Wyden would press rumored Energy pick Moniz on Hanford cleanup, gas exports

Sen. Ron WydenRonald (Ron) Lee WydenMobile providers at center of privacy storm Hillicon Valley: House chair seeks emergency briefing on wireless industry's data sharing | AG nominee to recuse himself from AT&T-Time Warner merger | Dem questions Treasury, IRS on shutdown cyber risks On The Money: Trump says he won't declare emergency 'so fast' | Shutdown poised to become longest in history | Congress approves back pay for workers | More federal unions sue over shutdown MORE (D-Ore.) plans to question Ernest MonizErnest Jeffrey MonizPompeo: Kerry's conversations with Iran 'unseemly and unprecedented' The Hill's 12:30 Report — Sponsored by Delta Air Lines — Mueller indicts 12 Russian officials for DNC hack | Trump does damage control after bombshell interview Pope to meet with oil execs to discuss climate change: report MORE about his views on natural gas exports and the cleanup of the polluted Hanford nuclear site if the Massachusetts Institute of Technology physicist is nominated for Energy secretary.

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Wyden is chairman of the Senate Energy and Natural Resources Committee that would vet Moniz, who served as undersecretary of Energy under President Clinton, if Moniz's rumored nomination to run the Energy Department (DOE) comes to pass.

Wyden, in an interview to air Sunday, implied that they have not always seen eye-to-eye on Hanford.

“He . . . had a fair amount of involvement with respect to Hanford when he served in the government earlier, and we had some spirited discussions, let’s put it that way,” Wyden said on C-SPAN's "Newsmakers" program.

The Energy Department oversees the multi-billion-dollar cleanup of the badly polluted Hanford nuclear reservation in Washington state, which for decades produced plutonium for nuclear weapons.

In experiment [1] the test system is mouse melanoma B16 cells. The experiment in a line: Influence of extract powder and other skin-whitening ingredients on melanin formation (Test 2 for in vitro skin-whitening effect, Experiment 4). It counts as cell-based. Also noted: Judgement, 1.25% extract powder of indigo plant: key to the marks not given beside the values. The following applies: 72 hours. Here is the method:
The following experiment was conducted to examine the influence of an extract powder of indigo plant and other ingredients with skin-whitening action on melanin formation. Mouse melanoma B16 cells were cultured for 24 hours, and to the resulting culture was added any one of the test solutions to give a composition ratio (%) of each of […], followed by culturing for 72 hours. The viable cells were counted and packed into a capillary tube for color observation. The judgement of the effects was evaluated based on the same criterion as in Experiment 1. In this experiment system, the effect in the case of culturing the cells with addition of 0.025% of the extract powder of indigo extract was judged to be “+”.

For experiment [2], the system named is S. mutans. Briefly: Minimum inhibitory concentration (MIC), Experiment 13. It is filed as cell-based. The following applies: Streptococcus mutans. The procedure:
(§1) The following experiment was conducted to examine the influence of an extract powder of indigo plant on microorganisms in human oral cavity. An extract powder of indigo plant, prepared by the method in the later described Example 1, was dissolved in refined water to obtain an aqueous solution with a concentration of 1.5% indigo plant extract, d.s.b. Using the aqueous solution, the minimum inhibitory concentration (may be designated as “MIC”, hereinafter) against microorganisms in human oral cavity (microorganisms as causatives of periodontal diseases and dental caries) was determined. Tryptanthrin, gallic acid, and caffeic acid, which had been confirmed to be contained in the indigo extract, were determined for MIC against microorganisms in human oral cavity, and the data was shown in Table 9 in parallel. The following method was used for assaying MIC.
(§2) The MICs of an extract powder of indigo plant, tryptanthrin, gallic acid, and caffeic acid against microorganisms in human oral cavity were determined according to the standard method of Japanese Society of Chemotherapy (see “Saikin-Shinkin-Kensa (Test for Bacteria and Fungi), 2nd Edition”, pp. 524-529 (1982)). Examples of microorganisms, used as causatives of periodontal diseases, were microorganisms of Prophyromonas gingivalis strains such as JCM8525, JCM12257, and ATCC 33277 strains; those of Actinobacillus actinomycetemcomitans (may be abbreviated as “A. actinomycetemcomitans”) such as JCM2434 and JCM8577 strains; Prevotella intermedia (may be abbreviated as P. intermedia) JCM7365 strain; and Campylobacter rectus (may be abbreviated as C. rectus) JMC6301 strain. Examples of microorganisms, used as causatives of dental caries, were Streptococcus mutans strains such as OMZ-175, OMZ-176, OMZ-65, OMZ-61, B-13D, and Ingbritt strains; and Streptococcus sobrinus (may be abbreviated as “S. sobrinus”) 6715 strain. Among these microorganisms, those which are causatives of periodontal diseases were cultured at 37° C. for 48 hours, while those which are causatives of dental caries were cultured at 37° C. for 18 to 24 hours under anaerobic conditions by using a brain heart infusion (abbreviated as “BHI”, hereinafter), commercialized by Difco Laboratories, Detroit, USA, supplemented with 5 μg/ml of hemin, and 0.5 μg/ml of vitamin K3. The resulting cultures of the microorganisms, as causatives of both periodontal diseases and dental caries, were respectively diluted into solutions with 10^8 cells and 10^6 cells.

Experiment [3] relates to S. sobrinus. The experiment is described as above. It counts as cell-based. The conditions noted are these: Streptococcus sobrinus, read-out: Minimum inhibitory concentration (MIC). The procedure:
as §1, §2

In late February, Wyden asked the Government Accountability Office to investigate DOE’s monitoring of nuclear waste tanks at Hanford following the recent discovery that several are leaking.

The sprawling Hanford site is around 35 miles north of the Oregon border, and sits along the Columbia River that flows through both states.

Wyden expressed concern that across-the-board federal spending cuts that just began taking effect, called sequestration, will hinder work at Hanford.

“The sequester would really hurt our ability to get that cleaned up. That affects, of course, the Columbia River, which is the lifeblood of the Pacific Northwest,” he said

Wyden also said he would ask Moniz, if he were the nominee, about his views on various renewable energy sources.

“We have got this great opportunity right now, particularly to tap some of the renewables, and we see them in our part of the world, that really have gotten short shrift, like geothermal power,” Wyden said in the interview.

The Oregon Democrat would also query Moniz about his views on natural gas.

Wyden has expressed concern over an array of industry applications to export natural gas that are under DOE review, fearing a big export expansion could hurt U.S. consumers and manufacturers.

Moniz heads MIT’s Energy Initiative, which produced a wide-ranging 2011 study on natural gas that said the U.S. should “not erect barriers to natural gas imports or exports.”

Elsewhere in the interview, Wyden announced plans to hold a hearing on recent increases in gasoline prices, saying there is “no reasonable explanation” for the surge.

The Hill reported Friday on the plans for the hearing.

He discussed the energy committee's agenda more broadly, but provided few details on specific pieces of legislation he wants to shepherd through the panel.

Energy legislation has been stalled on Capitol Hill in recent years.

But Wyden said that Senate Majority Leader Harry ReidHarry Mason ReidHarry Reid knocks Ocasio-Cortez's tax proposal: Fast 'radical change' doesn't work Overnight Defense: Trump rejects Graham call to end shutdown | Coast Guard on track to miss Tuesday paychecks | Dems eye Trump, Russia probes | Trump talks with Erdogan after making threat to Turkey's economy Harry Reid on Iraq War vote: 'It tainted my heart' MORE (D-Nev.) has provided assurance that he wants to move forward on energy, and noted Reid is a strong advocate of renewable energy.

“The leader has made it clear that this is going to be a priority for him this session, our agenda in Energy and Natural Resources,” Wyden said.

Check out the whole interview here.